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    Annapurna Circuit Trek: Everything You Need to Know

    Annapurna Circuit Trek: Everything You Need to Know

    By Kelsey KrahnDestinations

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    Trade the everyday buzz for unfiltered, natural imagery along the inspiring, challenging Annapurna Circuit Trek. And you won't just get to see plain old natural wonders (not that any natural wonder falls under the category of plain) while you hike, but show-stopping, jaw-dropping scenes: the deepest gorge, the widest pass, the highest lake. This trek is truly a marvel! Read on to find out everything you need to know about the Annapurna Circuit Trek. If this article doesn't convince you to go, you're just going to have to explore the route and see it for yourself.

    General Route Information for the Annapurna Circuit Trek
    Annapurna Circuit Trek Highlights
    Annapurna Circuit Trek Difficulty
    Best ways to prepare for the Annapurna Circuit Trek
    Annapurna Circuit Trek Accommodations
    Food and Drink along the Annapurna Circuit Trek
    Guided tours along the Annapurna Circuit Trek

    General Route Information for the Annapurna Circuit Trek

    You need to know general route information about the Annapurna Circuit Trek before you decide to go—it wouldn't be fun to show up for a 3-day trek only to find out this one often takes 12-15 days minimum to complete. So take a look at some of the numbers and general info below.

    General Route Information

    Start and End of the Annapurna Circuit Trek

    The Annapurna Circuit Trek begins from Besisahar before finishing in Nayapul. But, you can take a jeep to Bhulbhule, Chame, and some people head to Manang to officially start trekking. However, there’s the option to end the route early from Ranipauwa or Kagbeni and take the bus.

    Annapurna Circuit Trek Distance

    The distance can vary from 160.0 km to 230.0 km, granting more freedom to create your itinerary and plan your route.

    Annapurna Circuit Trek Elevation

    The trek begins in Besisahar, which sits at 820 m. The highest point you’ll reach is 5,416 m at Thorong Pass, before dipping for a few days, then climbing back up to 3,200 m at Poon Hill.

    Days on the Annapurna Circuit Trek

    It often takes around 12 to 15 days minimum to complete, but creating your itinerary might change how long it takes. For example, if you decide not to hike the entire 230.0 km, you'll naturally cut down the number of days hiking this incredible journey.

    When to Trek the Annapurna Circuit

    It's best to complete the Annapurna Trek when warm autumn colours paint the scenery from September to November. Expect clear skies for awesome views. Remember that the weather can change on a whim, so come prepared with the proper gear. We'll touch more on what to pack for your trek in Nepal below. Another option is to hike between March and just before June, when days last longer and flowers brush the setting with different hues. Find out more about when to go trekking in Nepal here.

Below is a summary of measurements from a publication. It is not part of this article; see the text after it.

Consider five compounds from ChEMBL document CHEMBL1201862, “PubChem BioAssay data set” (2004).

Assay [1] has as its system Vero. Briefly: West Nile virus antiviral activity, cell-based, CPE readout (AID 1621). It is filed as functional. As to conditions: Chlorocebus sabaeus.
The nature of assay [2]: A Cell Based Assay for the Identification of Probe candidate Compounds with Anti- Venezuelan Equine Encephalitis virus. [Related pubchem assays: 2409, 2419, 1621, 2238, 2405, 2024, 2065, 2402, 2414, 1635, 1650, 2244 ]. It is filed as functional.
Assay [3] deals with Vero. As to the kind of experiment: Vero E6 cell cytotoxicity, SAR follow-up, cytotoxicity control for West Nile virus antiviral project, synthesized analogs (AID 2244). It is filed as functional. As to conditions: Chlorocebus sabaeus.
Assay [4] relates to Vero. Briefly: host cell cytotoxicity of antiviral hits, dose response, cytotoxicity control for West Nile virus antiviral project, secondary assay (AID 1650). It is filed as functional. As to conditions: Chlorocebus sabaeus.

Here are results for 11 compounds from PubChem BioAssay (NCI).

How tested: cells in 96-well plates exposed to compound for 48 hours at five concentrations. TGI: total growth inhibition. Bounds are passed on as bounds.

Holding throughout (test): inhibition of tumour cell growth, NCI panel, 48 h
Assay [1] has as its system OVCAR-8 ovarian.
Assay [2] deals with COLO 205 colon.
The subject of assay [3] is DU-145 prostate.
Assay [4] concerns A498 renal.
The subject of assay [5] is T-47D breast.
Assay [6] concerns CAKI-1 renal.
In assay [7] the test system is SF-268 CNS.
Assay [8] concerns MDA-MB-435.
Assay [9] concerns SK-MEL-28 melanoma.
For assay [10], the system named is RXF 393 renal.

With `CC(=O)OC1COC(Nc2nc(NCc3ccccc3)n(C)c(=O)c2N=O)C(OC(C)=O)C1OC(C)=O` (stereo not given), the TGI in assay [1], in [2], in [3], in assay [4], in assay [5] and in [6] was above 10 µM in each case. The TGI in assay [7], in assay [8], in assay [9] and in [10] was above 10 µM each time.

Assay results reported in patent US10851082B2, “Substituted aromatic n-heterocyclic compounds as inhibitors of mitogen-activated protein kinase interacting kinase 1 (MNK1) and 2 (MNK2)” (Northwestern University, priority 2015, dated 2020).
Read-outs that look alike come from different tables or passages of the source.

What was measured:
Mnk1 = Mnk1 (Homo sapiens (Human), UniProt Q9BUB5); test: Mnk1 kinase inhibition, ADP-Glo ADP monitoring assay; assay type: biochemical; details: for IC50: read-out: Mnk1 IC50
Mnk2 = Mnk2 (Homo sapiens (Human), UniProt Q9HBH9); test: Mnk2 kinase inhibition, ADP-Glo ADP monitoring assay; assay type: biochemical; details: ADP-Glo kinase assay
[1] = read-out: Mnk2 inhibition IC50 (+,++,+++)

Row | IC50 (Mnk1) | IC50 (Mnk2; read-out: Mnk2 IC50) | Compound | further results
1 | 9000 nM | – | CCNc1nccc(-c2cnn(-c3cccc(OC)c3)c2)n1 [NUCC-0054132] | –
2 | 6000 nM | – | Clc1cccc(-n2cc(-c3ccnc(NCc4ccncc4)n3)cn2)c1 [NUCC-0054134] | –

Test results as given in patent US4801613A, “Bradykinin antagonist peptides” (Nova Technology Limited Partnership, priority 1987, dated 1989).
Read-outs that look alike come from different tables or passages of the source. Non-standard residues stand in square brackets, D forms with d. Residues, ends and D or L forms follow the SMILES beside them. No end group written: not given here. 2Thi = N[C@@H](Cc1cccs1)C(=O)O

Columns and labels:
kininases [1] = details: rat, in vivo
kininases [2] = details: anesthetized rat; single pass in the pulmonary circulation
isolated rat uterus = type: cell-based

Annapurna Circuit Trek Highlights

    The Annapurna Circuit Trek brims with unforgettable highlights. First, you won't want to miss standing along the shores of the highest lake in the world, the vibrantly turquoise Tilicho Lake. Then, you can't help but feel tiny as you peer into the Kali Gandaki Gorge, the deepest gorge on the planet that dips 6,000 m. Another insanely incredible highlight along the Annapurna Circuit Trek is the Rupse waterfall, which roars down 300 m. But that's not all. The hyperboles continue…

    Marvel at Muktinath temple, one of the highest temples globally, sitting at the brink of Thorong La Pass, the widest in the world.

    On top of revelling in otherworldly scenery, you'll get to immerse in Nepal's stunning, welcoming culture through visiting gompas and much more.

    Annapurna Circuit Trek Highlights

    Annapurna Circuit Trek Difficulty

    The Annapurna Circuit Trek is considerably more challenging than the Annapurna Base Camp Trek, making it an ideal choice for more experienced trekkers. However, anyone is welcome to train and work towards completing this worthwhile feat. We recommend getting into an exercise routine a couple of months before going. With that being said, the biggest obstacle is the altitude.

    One way to help prevent this is to go anti-clockwise to ease the altitude gain throughout the trek. It's also helpful to eat as much as you can, hydrate, sleep well (if possible), and walk slowly, so your body can acclimatize.

    Best ways to prepare for the Annapurna Circuit Trek

    After booking your flights and loosely figuring out your trekking itinerary, you'll need to piece together your packing list. Your list should include clothing items, hiking boots, a high-quality backpack, merino wool socks, a water bottle, a passport, as well as some other essentials, such as: